Today marks the formal launch of Sprint’s Xohm network, and celebrants are gathered in Baltimore to show off their new WiMAX-enabled gadgets. But after chatting with an executive from Lenovo, I wonder just how open Sprint’s network will be, and how that lack of true openness might slow the adoption of WiMAX.
Lenovo is on hand showing of its five laptops designed for Sprint’s WiMAX network, including the super-sleek x300 that competes with the MacBook Air. David Critchley, worldwide segment manager with Lenovo, said the x300 was supposed to launch last spring with WiMAX inside, but Sprint’s delays nixed that plan. Critchley expected that Lenovo would have the most WiMAX enabled products ready to launch today, in part because it had been preparing for WiMAX for so long, enabling it to get hardware ready in time for testing. He called Sprint’s testing pipeline “narrow,” and expected others to only have one or two devices ready for launch.
Wait. Testing? This is supposed to be an open network ready for any device. Now I’m worried that Sprint’s approval process will keep WiMAX from becoming as popular as Wi-Fi. Isn’t that how Verizon is supposedly going to keep its network from becoming entirely open? Maybe it’s the difference in operating on unlicensed spectrum as Wi-Fi does, or licensed as WiMAX does, but getting as many devices as possible on the network will be key for WiMAX success.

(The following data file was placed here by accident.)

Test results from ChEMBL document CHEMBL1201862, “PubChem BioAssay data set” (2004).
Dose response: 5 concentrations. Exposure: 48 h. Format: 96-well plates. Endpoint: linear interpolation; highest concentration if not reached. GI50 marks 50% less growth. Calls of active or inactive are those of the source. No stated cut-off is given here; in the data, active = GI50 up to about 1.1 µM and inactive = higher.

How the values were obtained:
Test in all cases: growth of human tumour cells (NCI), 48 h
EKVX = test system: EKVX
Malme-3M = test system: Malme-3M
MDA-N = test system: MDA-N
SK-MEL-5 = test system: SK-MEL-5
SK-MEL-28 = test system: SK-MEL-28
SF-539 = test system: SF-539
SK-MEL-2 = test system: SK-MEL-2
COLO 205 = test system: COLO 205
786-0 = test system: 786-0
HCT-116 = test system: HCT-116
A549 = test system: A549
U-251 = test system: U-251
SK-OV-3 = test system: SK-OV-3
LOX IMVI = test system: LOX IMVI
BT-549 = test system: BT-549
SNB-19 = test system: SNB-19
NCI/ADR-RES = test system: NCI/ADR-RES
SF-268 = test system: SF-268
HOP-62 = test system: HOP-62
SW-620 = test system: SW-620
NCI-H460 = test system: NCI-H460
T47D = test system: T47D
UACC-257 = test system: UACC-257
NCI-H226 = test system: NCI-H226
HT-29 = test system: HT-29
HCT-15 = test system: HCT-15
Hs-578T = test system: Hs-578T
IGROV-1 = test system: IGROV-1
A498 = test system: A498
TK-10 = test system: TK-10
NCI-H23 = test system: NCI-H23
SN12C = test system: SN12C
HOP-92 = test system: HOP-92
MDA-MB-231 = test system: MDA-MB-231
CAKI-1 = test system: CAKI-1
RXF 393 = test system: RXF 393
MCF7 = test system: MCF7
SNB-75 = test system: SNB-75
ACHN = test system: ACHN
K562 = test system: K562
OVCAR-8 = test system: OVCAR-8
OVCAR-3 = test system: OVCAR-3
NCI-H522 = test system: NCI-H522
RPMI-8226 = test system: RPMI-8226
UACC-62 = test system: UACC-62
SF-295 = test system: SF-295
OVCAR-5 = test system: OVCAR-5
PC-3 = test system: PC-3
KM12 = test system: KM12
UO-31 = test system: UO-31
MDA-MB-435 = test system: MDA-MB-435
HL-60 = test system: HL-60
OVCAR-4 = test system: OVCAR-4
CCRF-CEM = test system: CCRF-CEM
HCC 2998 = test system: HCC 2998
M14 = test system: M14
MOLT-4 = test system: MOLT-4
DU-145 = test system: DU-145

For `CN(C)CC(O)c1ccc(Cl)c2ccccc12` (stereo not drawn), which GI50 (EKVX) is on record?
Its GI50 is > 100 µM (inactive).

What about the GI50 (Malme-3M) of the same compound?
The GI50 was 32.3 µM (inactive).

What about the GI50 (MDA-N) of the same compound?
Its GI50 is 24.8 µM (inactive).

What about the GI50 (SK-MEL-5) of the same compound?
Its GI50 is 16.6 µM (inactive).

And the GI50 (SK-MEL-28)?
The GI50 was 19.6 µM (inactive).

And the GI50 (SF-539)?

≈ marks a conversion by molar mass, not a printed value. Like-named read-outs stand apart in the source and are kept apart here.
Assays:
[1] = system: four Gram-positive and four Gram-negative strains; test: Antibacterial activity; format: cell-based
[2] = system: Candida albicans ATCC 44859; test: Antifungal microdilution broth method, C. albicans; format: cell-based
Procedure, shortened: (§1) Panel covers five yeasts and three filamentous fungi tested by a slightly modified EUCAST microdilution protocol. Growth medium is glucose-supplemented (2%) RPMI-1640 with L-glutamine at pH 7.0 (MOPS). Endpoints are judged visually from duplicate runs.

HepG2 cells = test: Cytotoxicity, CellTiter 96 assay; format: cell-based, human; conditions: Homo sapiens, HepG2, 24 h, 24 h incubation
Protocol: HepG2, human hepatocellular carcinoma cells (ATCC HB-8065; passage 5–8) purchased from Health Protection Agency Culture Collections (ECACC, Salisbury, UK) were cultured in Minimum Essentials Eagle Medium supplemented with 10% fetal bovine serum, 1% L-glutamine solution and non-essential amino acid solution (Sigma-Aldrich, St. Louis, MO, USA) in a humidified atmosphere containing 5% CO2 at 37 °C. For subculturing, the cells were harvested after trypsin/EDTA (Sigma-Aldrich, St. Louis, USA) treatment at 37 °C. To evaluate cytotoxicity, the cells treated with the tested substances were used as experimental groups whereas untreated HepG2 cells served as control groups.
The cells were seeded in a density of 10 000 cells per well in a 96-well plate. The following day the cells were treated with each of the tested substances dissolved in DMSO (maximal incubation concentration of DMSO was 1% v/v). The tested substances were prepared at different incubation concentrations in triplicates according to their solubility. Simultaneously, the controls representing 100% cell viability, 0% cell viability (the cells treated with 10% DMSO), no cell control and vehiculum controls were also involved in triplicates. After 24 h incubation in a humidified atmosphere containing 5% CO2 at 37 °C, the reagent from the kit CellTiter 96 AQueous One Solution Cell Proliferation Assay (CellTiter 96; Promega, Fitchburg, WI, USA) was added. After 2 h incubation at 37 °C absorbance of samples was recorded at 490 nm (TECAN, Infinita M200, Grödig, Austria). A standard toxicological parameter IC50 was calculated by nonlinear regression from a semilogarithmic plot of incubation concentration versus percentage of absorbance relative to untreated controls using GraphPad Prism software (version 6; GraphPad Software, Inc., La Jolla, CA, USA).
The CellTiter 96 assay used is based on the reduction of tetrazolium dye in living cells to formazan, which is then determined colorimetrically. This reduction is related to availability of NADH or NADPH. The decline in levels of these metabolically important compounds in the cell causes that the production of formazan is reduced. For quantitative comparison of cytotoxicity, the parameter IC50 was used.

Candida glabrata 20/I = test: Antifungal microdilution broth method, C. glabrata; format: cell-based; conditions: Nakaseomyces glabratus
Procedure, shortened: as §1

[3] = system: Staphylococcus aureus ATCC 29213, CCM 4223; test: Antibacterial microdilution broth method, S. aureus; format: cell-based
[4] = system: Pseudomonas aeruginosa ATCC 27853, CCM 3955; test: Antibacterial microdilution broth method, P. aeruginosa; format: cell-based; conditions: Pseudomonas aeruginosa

A bottleneck caused by Sprint’s testing isn’t going to help grow the number of gadgets and consumer awareness rapidly. As an executive over at Motorola told me, WiMAX is likely to win out when (a) it’s seamless and easy for consumers to access and (b) carriers make it easy for WiMAX devices to hop on and off their networks. An approval process makes both less likely, especially if it moves slowly.